Finding space for both wind farms and eagles in South Africa
Energy generation around the world is shifting towards renewable sources in response to the climate emergency. The aim is that future energy will be clean, green and sustainable. Many developing countries are also simultaneously trying to increase energy security and expand energy access to rapidly growing populations. Wind energy is playing a leading role in delivering these objectives.
In South Africa there are at least 23 fully operational wind farms producing almost 2 gigawatts, and several more are about to come online. The country aims to produce around 14.4 gigawatts a year from wind by 2030, which would be around 20% of the country’s energy demand. This is good news in the battle to reduce carbon emissions and ensure a more consistent power supply. But these developments can have other less positive impacts which also need to be addressed.
One of these impacts is that wind turbines can kill birds when they collide with the moving blades. This problem is known worldwide, and some types of bird are more vulnerable to this threat than others. Birds of prey, such as eagles, buzzards and vultures, use the same wind resources that turbines need to operate. These large soaring birds use the wind to help power their own flight, using updraughts and thermals to gain height. This can make them particularly vulnerable to collisions with wind turbine blades, which can travel at speeds of up to 290km/hour and either eagles don’t see them or don’t perceive them as a threat until it is too late.
In South Africa, recent research found that 36% of birds killed by wind turbines were birds of prey. These birds have long lifespans and produce relatively few young each year, which means that even a small increase in deaths can cause their populations to decline. This wind-wildlife conflict has been termed a green-green dilemma: more clean energy and healthy bird populations are both desirable environmental goals, yet with detrimental counter effects.
Verreaux’s eagles are found in many of the mountainous regions of sub-Saharan Africa. Their range overlaps considerably with the locations of existing and proposed wind energy developments. In South Africa, the raptor is the most commonly reported sensitive species in environmental impact assessments, being mentioned in 65% of reports. Between 2015 and 2019, 14 adult and five juvenile Verreaux’s eagles were reported killed by wind turbines in South Africa. These deaths have occurred during a period when the country had relatively few operational turbines. Without a solution a sharp rise in collision mortalities in the coming years can be expected.
We wanted to produce a tool that would reduce the risk of the eagles colliding with wind turbines, while also helping the energy industry to build wind farms in an efficient and sustainable manner. Our new paper presents a predictive tool which does precisely that.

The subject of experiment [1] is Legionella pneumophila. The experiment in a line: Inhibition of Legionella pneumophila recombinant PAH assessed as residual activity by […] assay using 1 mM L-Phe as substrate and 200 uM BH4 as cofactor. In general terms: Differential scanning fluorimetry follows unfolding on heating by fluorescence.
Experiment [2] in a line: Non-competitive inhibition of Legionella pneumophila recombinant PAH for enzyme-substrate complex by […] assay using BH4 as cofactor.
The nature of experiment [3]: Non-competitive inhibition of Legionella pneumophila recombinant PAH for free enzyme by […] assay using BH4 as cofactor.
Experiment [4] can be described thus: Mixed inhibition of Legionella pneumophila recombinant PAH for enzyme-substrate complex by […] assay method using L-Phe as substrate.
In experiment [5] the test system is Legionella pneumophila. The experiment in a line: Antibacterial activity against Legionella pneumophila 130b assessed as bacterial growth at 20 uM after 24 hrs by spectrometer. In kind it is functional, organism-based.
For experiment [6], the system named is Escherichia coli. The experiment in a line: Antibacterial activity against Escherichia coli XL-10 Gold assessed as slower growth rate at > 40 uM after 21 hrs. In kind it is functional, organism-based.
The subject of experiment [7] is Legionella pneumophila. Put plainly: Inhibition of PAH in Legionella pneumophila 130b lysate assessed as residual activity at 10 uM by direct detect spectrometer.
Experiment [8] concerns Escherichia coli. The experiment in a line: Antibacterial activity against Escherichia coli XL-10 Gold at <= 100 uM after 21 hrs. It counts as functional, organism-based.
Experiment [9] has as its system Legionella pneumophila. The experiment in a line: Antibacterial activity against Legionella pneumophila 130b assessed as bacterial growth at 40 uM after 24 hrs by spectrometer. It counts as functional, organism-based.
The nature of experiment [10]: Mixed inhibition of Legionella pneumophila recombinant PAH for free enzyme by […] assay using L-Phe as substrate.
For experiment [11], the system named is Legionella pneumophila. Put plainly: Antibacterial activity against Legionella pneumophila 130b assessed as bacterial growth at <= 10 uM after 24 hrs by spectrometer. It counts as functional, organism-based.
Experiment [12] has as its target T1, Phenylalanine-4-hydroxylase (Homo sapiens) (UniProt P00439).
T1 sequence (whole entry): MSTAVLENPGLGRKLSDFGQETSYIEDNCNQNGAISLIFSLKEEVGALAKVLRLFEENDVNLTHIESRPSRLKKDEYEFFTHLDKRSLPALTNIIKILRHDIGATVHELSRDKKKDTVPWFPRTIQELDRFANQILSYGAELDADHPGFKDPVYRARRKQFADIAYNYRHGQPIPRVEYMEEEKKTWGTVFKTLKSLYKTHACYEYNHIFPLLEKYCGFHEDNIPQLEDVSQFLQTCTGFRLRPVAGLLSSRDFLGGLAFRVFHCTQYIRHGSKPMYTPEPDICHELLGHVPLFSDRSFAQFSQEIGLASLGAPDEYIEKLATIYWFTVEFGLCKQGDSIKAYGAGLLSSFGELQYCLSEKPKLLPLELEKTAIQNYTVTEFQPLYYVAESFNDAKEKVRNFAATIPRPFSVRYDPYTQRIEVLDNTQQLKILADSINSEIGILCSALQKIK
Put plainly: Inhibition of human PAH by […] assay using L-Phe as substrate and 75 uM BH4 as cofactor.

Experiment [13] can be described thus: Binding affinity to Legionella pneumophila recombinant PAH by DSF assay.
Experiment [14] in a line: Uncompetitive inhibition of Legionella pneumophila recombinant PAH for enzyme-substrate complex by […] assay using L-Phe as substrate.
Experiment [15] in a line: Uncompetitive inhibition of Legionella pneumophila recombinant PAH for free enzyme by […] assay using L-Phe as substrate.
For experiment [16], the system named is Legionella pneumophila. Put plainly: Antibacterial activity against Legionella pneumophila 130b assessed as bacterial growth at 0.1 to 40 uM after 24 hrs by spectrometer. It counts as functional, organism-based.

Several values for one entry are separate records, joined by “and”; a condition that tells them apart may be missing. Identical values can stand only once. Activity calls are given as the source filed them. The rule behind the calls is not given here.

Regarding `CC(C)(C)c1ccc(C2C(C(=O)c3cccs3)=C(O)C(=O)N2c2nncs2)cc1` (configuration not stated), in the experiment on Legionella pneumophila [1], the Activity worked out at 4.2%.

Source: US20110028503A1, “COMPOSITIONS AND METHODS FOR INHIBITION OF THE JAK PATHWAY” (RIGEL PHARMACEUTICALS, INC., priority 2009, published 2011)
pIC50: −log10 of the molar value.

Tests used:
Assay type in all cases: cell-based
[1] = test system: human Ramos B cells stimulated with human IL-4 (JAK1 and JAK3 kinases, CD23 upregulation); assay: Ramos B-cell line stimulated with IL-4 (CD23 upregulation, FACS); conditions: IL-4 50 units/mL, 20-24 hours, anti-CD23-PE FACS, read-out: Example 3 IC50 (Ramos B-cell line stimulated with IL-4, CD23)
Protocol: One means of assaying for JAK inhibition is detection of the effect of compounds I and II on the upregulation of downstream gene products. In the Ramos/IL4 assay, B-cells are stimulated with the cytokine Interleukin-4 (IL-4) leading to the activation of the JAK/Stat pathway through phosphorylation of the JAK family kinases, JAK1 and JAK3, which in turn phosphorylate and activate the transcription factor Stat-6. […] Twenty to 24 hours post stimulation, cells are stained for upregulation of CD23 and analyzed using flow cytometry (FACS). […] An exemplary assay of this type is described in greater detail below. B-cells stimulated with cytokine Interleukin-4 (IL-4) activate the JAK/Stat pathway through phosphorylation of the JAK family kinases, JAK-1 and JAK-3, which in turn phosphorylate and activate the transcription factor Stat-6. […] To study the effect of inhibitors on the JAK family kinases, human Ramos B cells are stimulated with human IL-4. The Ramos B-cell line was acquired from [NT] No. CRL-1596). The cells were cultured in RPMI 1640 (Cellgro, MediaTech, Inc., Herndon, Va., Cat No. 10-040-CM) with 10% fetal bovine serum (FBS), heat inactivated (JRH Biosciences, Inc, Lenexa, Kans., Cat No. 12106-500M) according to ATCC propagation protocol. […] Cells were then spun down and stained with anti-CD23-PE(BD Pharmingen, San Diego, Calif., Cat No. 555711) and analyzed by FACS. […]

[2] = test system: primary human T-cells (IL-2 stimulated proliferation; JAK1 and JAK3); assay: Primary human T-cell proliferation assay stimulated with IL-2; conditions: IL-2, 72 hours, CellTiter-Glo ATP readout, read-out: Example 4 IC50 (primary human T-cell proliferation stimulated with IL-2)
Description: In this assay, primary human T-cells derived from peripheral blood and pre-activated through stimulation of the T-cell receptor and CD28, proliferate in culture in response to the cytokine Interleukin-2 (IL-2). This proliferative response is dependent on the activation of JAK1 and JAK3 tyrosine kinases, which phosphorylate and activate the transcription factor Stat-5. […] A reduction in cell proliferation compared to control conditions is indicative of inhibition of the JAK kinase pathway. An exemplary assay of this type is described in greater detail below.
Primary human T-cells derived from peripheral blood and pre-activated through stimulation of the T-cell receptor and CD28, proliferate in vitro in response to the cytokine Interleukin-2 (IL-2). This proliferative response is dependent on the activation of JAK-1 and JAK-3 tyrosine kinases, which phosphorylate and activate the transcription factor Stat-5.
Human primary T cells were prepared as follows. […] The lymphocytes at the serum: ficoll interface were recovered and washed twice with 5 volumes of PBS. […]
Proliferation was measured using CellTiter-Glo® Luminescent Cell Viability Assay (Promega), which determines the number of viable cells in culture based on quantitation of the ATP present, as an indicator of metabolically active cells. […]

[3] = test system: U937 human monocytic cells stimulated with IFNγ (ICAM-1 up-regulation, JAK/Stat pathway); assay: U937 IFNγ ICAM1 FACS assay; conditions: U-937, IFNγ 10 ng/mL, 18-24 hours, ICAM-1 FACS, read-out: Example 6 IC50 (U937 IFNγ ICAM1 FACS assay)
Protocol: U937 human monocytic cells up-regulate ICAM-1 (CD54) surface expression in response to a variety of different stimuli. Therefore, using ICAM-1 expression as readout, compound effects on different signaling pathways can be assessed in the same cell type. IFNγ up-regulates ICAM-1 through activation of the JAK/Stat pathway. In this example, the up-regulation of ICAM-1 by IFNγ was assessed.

Protecting eagles’ space
The best way to reduce the threat to eagles is to locate turbines away from areas that are most often used by the birds. Until now this has typically been done crudely by excluding development from a circular area around eagle nests. But these circles aren’t always big enough to protect resident eagles. And eagles rarely stick to a circle in the way they use the landscape around their nest site.
We therefore investigated how eagles actually use the landscape around their nests, and specifically where they fly at heights that would put them at risk of turbine collisions. To do this we attached small global positioning system (GPS) transmitters to the eagles’ backs. Over eight years, we tracked 15 adult eagles and collected 13.6 bird-years of tracking data. This gave us over 55,000 3D locations to analyse.
Using our tracking data, we examined which landscape features were associated with eagle flight at a height where collisions could occur. We found that eagles flew most near particular slopes, elevations and closer to their nest.
Our tool showed where wind turbines could be placed without harming eagles. Eagles don’t use all the areas within a circular buffer. Because of this, our model can free up around 20% more land to be developed for wind energy while providing the same level of eagle protection. This is positive for both eagle conservation and wind energy development.
The model can assess the risk to eagles early on in the planning stage of new developments. This can save costly investment in long-term monitoring at sites which might only later turn out to be unsuitable for development. The model also provides an objective assessment of sites when environmental consultants have contrasting recommendations.
Other locations and species
Our predictive tool was built using data from Verreaux’s eagles tracked only in South Africa. We are now eager to explore whether these models will be useful in other areas of their range where wind energy is also increasing, for example in Ethiopia and Kenya.
Verreaux’s eagles are not the only species threatened by wind farms. Our work built on similar work already completed on bearded vultures. In South Africa there are also concerns for other raptors; Cape vultures, martial eagles and black harriers are all threatened species which have incurred deaths from wind turbines. We are working towards building similar tools for all these species. (Source: The Conversation)